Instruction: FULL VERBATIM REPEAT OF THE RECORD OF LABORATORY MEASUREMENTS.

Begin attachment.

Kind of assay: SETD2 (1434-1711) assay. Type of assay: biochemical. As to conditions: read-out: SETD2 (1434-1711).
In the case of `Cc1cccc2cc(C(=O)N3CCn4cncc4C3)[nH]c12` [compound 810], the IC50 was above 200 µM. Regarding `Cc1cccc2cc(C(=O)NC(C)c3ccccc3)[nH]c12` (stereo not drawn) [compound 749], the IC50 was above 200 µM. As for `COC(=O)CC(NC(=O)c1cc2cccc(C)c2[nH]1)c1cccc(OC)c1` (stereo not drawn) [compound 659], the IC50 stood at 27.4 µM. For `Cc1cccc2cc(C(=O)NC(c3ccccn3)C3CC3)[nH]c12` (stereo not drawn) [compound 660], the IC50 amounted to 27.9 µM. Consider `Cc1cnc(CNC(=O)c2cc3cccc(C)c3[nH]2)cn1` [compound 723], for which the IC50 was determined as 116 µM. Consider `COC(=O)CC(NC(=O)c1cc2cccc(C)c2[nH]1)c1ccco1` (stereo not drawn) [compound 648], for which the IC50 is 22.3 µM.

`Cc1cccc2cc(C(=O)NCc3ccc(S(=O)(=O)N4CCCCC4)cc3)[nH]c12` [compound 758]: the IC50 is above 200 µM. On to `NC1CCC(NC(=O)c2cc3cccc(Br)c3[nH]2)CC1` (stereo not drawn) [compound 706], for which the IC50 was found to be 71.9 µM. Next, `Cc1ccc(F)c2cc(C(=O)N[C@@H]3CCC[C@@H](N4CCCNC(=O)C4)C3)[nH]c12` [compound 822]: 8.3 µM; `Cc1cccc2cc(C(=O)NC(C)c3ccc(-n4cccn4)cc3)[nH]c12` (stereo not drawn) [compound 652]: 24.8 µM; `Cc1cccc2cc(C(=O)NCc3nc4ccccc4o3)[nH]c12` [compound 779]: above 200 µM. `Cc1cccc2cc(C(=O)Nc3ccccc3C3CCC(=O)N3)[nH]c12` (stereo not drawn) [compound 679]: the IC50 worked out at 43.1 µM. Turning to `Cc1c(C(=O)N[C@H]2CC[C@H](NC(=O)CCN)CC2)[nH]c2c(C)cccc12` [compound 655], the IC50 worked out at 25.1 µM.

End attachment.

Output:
Kind of assay: SETD2 (1434-1711) assay. Type of assay: biochemical. As to conditions: read-out: SETD2 (1434-1711).
In the case of `Cc1cccc2cc(C(=O)N3CCn4cncc4C3)[nH]c12` [compound 810], the IC50 was above 200 µM. Regarding `Cc1cccc2cc(C(=O)NC(C)c3ccccc3)[nH]c12` (stereo not drawn) [compound 749], the IC50 was above 200 µM. As for `COC(=O)CC(NC(=O)c1cc2cccc(C)c2[nH]1)c1cccc(OC)c1` (stereo not drawn) [compound 659], the IC50 stood at 27.4 µM. For `Cc1cccc2cc(C(=O)NC(c3ccccn3)C3CC3)[nH]c12` (stereo not drawn) [compound 660], the IC50 amounted to 27.9 µM. Consider `Cc1cnc(CNC(=O)c2cc3cccc(C)c3[nH]2)cn1` [compound 723], for which the IC50 was determined as 116 µM. Consider `COC(=O)CC(NC(=O)c1cc2cccc(C)c2[nH]1)c1ccco1` (stereo not drawn) [compound 648], for which the IC50 is 22.3 µM.

`Cc1cccc2cc(C(=O)NCc3ccc(S(=O)(=O)N4CCCCC4)cc3)[nH]c12` [compound 758]: the IC50 is above 200 µM. On to `NC1CCC(NC(=O)c2cc3cccc(Br)c3[nH]2)CC1` (stereo not drawn) [compound 706], for which the IC50 was found to be 71.9 µM. Next, `Cc1ccc(F)c2cc(C(=O)N[C@@H]3CCC[C@@H](N4CCCNC(=O)C4)C3)[nH]c12` [compound 822]: 8.3 µM; `Cc1cccc2cc(C(=O)NC(C)c3ccc(-n4cccn4)cc3)[nH]c12` (stereo not drawn) [compound 652]: 24.8 µM; `Cc1cccc2cc(C(=O)NCc3nc4ccccc4o3)[nH]c12` [compound 779]: above 200 µM. `Cc1cccc2cc(C(=O)Nc3ccccc3C3CCC(=O)N3)[nH]c12` (stereo not drawn) [compound 679]: the IC50 worked out at 43.1 µM. Turning to `Cc1c(C(=O)N[C@H]2CC[C@H](NC(=O)CCN)CC2)[nH]c2c(C)cccc12` [compound 655], the IC50 worked out at 25.1 µM.